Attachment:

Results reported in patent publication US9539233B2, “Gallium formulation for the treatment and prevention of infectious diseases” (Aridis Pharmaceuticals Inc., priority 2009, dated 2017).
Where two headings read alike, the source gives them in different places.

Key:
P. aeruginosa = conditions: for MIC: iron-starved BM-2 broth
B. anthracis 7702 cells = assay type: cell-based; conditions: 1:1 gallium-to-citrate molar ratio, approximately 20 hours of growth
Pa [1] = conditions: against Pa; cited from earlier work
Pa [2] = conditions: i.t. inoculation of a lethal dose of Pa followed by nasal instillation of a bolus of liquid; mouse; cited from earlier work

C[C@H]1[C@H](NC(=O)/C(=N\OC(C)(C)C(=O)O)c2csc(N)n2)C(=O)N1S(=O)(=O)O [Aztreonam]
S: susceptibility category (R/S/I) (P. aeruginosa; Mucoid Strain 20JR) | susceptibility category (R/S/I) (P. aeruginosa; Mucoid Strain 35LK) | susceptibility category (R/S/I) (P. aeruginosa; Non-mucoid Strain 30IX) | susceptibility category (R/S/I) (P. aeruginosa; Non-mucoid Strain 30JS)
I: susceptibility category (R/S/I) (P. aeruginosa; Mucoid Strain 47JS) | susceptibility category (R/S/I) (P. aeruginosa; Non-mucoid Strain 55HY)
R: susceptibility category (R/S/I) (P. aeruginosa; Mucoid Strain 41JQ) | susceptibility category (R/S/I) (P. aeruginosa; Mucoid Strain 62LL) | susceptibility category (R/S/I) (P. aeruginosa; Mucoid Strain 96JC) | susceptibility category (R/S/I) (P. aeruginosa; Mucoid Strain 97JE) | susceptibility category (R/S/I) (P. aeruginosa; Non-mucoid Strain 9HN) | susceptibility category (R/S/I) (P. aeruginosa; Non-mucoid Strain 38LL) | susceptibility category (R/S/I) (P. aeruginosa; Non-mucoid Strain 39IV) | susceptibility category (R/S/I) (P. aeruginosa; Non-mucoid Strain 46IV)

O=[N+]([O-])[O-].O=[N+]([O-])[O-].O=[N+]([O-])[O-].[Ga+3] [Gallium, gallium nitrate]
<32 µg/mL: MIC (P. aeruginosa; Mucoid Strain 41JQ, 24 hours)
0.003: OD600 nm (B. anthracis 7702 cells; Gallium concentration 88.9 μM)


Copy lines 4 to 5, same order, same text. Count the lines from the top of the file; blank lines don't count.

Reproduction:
P. aeruginosa = conditions: for MIC: iron-starved BM-2 broth
B. anthracis 7702 cells = assay type: cell-based; conditions: 1:1 gallium-to-citrate molar ratio, approximately 20 hours of growth